By contrast, if they start out by asking a lot of questions about your business and your company, then they realize that the best solution depends on how it fits with who you are. Therefore, they need to ask you a lot of questions about who you are in order determine the best solution for you.
This is what a good consumer-centric car salesperson will do. They will ask you a lot of questions, like how you plan to use the vehicle, what are critical concerns, etc. Only after they first understand your situation will they begin to make a recommendation.
Beware of “Proof by Example”
The one-solution consultant will often try to impress you with how superior their solution is via examples. They show how others used this process to great success. Therefore, it should work for you, too.
But here is the problem with examples. Yes, you can find examples of businesses which succeeded with a particular approach. But if you look long enough, you can find examples of companies which failed with that same approach. In addition, you can find examples of successes and failures for all of the approaches. Consequently, an example of a success by one company with a particular approach does not guarantee that you will have a similar success with that approach. And it doesn’t prove that you wouldn’t have even more success with an alternative approach.
That is why in the US, the law requires that advertisements for weight loss products must put a disclaimer on their examples and say that not everyone will lose as much weight as those shown in the examples. Otherwise, the examples can be deceptive.
I remember reading about a company which had an inferior product that most customers didn’t like. They received lots of complaints. However, one day they got a letter from a satisfied customer (their first ever). They used that one satisfied customer in their advertising, and sales rose dramatically (even though the product was still bad). Yes, it was an example of success. But it was not a fair representation of reality.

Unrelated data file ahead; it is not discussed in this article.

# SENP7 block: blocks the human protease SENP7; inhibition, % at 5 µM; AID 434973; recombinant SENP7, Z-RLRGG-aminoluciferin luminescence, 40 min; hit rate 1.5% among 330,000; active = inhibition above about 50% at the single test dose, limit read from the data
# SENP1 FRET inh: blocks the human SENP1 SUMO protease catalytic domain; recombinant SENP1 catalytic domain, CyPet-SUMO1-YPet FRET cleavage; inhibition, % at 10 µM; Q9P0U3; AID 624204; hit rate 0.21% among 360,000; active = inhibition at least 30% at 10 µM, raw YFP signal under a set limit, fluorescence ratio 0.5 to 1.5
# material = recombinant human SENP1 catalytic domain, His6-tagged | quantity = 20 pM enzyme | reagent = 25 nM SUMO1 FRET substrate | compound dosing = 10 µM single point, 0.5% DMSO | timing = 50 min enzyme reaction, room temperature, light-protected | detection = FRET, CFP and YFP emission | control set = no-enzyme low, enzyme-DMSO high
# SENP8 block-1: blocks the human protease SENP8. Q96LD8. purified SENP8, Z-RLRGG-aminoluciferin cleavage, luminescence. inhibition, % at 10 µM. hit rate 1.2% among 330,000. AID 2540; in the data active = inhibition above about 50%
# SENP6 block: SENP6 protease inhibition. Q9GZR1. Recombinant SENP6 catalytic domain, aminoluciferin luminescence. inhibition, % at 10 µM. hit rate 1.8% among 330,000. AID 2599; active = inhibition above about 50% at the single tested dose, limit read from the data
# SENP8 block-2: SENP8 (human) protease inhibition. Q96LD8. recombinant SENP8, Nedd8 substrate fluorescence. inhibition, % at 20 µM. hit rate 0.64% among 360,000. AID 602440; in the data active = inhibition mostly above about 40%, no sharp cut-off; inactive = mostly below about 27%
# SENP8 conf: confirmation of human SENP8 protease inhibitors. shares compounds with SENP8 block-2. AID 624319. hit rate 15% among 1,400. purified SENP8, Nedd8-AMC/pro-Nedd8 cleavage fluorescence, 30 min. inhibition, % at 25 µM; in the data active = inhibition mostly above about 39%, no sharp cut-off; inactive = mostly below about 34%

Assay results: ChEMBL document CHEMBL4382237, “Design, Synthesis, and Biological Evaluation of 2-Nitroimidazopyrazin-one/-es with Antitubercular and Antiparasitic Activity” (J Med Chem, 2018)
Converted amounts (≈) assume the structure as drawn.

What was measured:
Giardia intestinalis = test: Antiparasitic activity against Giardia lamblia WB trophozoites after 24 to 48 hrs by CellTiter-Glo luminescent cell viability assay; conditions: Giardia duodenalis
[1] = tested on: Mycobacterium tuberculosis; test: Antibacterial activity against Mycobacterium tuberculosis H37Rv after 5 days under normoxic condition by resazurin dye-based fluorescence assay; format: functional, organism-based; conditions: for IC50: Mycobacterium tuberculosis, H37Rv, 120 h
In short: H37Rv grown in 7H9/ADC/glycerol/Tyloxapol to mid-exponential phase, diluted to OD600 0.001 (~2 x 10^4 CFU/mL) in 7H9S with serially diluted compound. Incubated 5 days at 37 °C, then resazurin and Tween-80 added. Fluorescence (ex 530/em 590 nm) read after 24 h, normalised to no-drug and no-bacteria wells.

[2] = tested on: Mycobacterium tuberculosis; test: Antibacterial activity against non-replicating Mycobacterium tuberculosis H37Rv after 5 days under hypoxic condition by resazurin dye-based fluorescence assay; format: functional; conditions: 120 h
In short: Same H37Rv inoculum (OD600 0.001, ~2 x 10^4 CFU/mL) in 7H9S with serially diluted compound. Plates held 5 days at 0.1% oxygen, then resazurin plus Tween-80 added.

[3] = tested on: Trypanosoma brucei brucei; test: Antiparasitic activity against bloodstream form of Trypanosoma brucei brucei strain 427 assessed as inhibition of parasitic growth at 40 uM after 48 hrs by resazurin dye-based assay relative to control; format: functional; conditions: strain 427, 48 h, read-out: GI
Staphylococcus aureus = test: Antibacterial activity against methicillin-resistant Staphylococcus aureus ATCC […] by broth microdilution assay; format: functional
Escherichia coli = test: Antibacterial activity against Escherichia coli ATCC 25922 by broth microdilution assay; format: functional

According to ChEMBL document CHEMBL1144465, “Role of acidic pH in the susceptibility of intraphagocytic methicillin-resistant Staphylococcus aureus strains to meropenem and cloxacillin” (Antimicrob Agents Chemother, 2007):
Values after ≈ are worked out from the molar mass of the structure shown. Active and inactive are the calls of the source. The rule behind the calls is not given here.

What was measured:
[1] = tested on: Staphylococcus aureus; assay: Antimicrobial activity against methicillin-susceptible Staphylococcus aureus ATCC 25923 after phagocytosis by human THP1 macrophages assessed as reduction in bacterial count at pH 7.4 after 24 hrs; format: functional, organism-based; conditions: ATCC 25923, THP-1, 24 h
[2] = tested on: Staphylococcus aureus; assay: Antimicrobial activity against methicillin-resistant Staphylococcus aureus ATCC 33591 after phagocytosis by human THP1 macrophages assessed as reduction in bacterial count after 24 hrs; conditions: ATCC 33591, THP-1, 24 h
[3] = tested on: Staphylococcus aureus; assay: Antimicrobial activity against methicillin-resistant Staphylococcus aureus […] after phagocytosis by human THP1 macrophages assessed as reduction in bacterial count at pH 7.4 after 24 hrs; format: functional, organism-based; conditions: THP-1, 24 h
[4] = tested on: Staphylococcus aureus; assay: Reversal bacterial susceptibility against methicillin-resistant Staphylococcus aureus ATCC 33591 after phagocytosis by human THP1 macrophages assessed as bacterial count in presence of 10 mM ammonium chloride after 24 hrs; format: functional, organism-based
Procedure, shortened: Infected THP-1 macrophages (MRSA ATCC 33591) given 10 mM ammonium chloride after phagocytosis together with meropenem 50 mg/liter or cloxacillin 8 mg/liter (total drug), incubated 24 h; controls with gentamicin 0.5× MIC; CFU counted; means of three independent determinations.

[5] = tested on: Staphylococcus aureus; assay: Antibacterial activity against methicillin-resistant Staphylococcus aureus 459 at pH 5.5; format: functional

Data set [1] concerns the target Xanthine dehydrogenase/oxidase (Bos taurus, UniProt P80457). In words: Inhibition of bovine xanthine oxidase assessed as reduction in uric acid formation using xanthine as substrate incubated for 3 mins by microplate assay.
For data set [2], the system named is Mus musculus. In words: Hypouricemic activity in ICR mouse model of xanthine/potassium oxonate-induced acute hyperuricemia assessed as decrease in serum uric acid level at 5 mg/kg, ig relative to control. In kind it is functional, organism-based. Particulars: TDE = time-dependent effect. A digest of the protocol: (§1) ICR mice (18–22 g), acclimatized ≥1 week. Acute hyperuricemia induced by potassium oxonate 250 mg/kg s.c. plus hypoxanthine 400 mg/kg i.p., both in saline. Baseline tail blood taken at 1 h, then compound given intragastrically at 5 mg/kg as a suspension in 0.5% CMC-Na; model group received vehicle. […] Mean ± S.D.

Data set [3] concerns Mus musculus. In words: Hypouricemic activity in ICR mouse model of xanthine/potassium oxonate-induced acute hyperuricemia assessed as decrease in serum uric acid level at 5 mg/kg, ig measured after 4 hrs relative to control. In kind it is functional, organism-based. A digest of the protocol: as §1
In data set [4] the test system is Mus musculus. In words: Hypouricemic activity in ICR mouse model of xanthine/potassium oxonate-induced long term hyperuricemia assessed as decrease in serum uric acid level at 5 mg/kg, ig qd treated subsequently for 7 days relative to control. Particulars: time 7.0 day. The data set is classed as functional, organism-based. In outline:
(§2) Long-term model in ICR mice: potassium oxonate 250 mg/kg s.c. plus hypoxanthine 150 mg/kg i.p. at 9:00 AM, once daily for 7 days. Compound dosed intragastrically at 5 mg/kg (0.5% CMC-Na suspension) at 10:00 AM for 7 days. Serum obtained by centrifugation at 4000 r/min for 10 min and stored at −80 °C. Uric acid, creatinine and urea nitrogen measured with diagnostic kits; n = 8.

So beware of blindly accepting examples as proof of future success. Ask yourself how similar your situation is to the one in the example. Check to see if there have been failures. Find out what the differences were between the successes and the failures.
Leaders Aren’t Imitators
Finally, there is the concept of “first mover advantage.” The principle is that those who stake an early claim to a strategic position tend to have an advantage over late-comers. Early participants have a better opportunity to claim ownership of the position in the consumers’ mind, because the consumer has no preconceived leader already in their head. These early arrivers easily claim the customers looking for this position at a time when there is less competition.
By the time the late-comers arrive, customers are already satisfied with the early arrivals. The customers now already have a firm leader in their mind (one of the early arrivals) who owns the space. The late-comer has to work harder to steal away well-entrenched market share. As a result, the early arriver tends to be more successful.
If the business consultant is proposing an approach which succeeded in the past, that success may have been a result of first mover advantage. Others following in their path will be late arrivers and not see the same advantages. Therefore, the approach may not work as well anymore. I spoke more about this concept here.
If you want success, that often requires staking out new claims in new territories with new business models. And this won’t happen if you are always trying to imitate successes of the past. If you imitate the leader, then you will always be a follower. And followers rarely have the advantage. So beware of consultants who want you to blindly follow old rules and will not take risks to be innovative with you.
Strategic planning is a very personal thing. The right strategy depends on the particular company and their particular situation. It is not a one-size-fits-all process. Therefore, it can be a mistake to just pull a strategy “off the shelf” which worked for others and expect it to work for your firm. If you call in a strategy consultant to help you with your strategy, make sure they understand this principle. Become very nervous if the consultant has a preconceived notion about a single approach that they want to force on every client.
There’s a reason why car salesmen and consultants are often held in low esteem by society.